28 May 2015
Ok, so I haven't blogged in eons. Really, I haven't crafted in eons either. I've had some medical issues, and thought it was a good time to take a break. But I'm slowly getting back to it!
Crafter's Companion just released a new range of dies called Edge'ables (available in the US and UK) and I adore them - how fun is this image panel, trimmed with a sentiment? The edges and bottom don't cut, so you can use this kind of die any way you want, anywhere on the card. I like options!
I watercolored the fabulous image (Kimono range, again available in the US or UK) with my Spectrum Aqua markers (US or UK) on watercolor cardstock (US or UK). I used: Kingfisher, Evergreen, Blossom, Rose Pink, Moss, Desert, Topaz, Charcoal, and Black.
To create the background, I used a couple of the Textures stamps (US or UK), colored them with my Aquas, breathed on them, stamped them once on extra paper, breathed on them again, THEN stamped them onto the watercolor paper. Then I added a smidge of water and smoothed it out with a dry brush. Sounds way more complicated than it was, really - I promise!
My yummy mint cardstock base is from Simon Says Stamp. I super love it!
30 April 2015
I love new books from authors that have made me smile in the past. When I got the announcement about the newest book for the virtual book club From Left to Write I was ecstatic! Of course I was dying to read Frances Mayes' newest book, Under Magnolia. Her books about living in Tuscany were enchanting, and I love a good memoir about growing up in the South.
If you've read these book club posts of mine before, you know these aren't about reviewing the book (which I love, so don't worry a review is coming soon on Goodreads) but more about discussions sparked by things in the book. This book was full of so many similarities and brought back so many memories for me.
Late last spring we moved - new town in the mountains, closer to where I grew up. Our "new" house was built in 1938, and it's white brick. Just like the one my great-grandmother lived in when I was a child. And also like hers, it has some seriously mature English boxwoods on the grounds. Greenery doesn't always have a distinctive scent, but these boxwoods do. And no matter where I am, I can smell them and I'm instantly back to my childhood. They smell like home to me: afternoons eating homemade pink angel food cake, the swinging door that divided the kitchen and dining room (another thing our house has in common with my great-grandmother's!), wandering around outside on warm, sunny days and smelling that scent all around. My daughter's room is surrounded by boxwoods - whenever I walk in her room I always have to pause and just drink it in. And I wander our yard at every opportunity, just to be near them. It might seem odd, but I didn't realize how much I missed the smell until they were back in my life!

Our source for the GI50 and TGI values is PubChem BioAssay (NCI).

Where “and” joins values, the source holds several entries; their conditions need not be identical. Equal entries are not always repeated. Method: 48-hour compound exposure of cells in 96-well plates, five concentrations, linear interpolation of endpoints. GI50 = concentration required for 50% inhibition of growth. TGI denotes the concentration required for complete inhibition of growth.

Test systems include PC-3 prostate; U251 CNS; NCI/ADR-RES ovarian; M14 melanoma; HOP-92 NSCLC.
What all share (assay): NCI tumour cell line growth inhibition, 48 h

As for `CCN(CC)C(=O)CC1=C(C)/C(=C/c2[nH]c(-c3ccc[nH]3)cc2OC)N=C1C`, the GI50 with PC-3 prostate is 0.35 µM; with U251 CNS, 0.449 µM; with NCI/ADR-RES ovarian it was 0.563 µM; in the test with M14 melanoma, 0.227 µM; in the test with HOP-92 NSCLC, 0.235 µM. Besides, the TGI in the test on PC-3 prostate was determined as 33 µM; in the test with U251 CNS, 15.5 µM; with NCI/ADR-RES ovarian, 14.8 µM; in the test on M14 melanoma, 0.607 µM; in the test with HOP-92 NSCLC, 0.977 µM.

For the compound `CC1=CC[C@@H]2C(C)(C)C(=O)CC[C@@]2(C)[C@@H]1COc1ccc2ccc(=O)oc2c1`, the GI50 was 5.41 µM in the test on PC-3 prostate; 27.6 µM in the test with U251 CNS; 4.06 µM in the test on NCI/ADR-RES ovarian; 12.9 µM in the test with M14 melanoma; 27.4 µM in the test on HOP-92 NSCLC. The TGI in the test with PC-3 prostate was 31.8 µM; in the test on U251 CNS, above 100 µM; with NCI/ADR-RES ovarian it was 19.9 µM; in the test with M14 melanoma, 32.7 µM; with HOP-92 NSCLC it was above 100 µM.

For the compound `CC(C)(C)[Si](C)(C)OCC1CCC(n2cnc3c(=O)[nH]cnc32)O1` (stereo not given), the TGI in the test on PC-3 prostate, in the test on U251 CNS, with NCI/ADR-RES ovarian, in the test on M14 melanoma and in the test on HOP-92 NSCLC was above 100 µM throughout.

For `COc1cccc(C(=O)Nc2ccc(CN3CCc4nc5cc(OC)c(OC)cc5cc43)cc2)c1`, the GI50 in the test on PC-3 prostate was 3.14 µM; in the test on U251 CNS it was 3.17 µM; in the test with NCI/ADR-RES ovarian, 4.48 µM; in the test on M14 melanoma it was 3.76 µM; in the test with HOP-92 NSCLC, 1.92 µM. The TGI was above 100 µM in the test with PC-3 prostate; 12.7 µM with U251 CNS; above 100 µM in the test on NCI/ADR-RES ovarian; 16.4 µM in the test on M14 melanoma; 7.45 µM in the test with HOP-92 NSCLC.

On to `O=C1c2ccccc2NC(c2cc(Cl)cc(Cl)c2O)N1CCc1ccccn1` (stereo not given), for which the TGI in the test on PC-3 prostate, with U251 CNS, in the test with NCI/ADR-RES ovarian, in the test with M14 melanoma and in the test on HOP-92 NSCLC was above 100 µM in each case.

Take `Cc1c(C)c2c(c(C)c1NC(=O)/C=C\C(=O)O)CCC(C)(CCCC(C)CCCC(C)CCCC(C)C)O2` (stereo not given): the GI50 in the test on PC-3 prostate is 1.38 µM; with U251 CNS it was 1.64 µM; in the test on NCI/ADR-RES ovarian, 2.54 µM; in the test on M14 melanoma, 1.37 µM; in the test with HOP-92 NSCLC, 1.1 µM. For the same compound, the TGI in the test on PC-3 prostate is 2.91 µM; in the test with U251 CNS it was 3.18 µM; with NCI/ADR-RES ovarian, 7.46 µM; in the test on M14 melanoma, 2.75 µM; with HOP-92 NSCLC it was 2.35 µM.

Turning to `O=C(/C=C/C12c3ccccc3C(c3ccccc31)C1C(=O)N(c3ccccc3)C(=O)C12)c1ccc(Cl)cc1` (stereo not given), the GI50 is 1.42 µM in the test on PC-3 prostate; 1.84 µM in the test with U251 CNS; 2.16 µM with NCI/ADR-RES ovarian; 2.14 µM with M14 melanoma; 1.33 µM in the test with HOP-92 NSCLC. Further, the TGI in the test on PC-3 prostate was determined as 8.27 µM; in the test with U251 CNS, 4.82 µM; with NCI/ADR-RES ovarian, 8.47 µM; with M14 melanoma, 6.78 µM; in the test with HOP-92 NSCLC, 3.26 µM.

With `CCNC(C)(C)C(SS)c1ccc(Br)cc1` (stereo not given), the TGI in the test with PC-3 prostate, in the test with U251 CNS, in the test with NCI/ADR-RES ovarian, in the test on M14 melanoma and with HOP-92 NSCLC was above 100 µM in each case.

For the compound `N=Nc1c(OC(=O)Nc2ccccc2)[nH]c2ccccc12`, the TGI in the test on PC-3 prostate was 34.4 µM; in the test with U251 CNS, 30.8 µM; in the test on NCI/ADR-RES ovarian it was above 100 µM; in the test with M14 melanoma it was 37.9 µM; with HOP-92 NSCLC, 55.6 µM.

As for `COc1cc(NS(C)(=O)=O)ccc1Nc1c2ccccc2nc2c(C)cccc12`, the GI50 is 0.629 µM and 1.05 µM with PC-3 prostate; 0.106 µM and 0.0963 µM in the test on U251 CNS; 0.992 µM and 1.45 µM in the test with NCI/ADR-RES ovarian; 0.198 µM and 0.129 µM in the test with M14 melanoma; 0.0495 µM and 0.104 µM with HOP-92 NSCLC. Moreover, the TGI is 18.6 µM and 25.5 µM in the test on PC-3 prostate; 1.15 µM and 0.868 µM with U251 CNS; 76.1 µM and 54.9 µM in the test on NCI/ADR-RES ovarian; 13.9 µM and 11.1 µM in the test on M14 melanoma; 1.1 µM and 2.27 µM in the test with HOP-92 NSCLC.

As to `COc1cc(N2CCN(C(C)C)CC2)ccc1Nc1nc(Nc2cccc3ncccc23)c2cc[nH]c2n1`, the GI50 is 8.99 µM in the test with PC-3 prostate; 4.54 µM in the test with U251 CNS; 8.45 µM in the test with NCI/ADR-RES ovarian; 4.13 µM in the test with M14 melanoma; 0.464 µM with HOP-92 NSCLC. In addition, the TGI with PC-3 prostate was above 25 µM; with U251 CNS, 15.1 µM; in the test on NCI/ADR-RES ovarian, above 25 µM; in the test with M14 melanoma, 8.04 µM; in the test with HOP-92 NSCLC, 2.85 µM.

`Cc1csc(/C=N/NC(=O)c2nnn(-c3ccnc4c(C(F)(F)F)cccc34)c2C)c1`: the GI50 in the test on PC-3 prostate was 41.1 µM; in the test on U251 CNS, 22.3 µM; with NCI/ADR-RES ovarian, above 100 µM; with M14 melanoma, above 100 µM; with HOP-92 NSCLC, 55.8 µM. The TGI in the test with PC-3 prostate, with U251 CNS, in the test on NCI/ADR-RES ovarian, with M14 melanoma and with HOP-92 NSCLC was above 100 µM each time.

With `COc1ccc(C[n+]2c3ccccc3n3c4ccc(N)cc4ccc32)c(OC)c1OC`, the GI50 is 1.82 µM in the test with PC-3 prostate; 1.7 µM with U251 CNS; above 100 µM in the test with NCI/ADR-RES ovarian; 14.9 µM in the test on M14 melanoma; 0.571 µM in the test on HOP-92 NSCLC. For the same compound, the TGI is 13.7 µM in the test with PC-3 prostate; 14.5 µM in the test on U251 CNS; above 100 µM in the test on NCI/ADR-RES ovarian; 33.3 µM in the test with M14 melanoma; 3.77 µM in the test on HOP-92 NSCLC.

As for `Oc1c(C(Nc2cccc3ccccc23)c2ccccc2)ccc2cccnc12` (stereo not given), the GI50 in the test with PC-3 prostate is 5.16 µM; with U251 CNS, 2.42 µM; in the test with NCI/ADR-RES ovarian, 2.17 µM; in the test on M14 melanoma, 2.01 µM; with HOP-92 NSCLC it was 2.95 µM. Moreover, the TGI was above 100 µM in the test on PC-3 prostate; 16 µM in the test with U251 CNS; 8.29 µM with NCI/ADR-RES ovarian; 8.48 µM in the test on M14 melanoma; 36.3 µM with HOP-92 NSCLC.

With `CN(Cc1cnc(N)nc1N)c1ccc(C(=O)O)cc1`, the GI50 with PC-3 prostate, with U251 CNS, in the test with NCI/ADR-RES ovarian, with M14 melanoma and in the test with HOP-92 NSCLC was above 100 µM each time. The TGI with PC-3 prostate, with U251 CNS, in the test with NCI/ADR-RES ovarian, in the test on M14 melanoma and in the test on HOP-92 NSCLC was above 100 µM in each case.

We've also got a magnolia tree (granted, ours is small, under five years old, and hers was older than old), which I fondly remember inhaling at every opportunity. Those blooms are like nothing else, and the leaves make such beautiful wreaths.
Since we've lived here I've been stopped in my tracks so many times, expecting to hear a familiar voice any moment, or see a face I haven't seen in over 25 years. Smell is a powerful thing..... where does it take you?
This post was inspired by Under Magnolia by Frances Mayes, a memoir of her return to her roots in the South. Join From Left to Write on April 30th as we discuss Under Magnolia As a member, I received a copy of the book for review purposes. but all opinions are my own. Any links to the book within this article are affiliate links.
26 March 2015
I adore the name of this gorgeous die... how clever is it? And yes, I hear the song in my head every time I look at the die!
For this fun card, I paired the 'Another Brick in the Wall' die with another recently released dies form Crafter's Companion US (they're all available in the UK, too) Mediterranean Window. I die cut the farame from Black Pearl shimmering cardstock, and did the flower box three times in Sky Blue, Green Envy, and Yellow Pearl.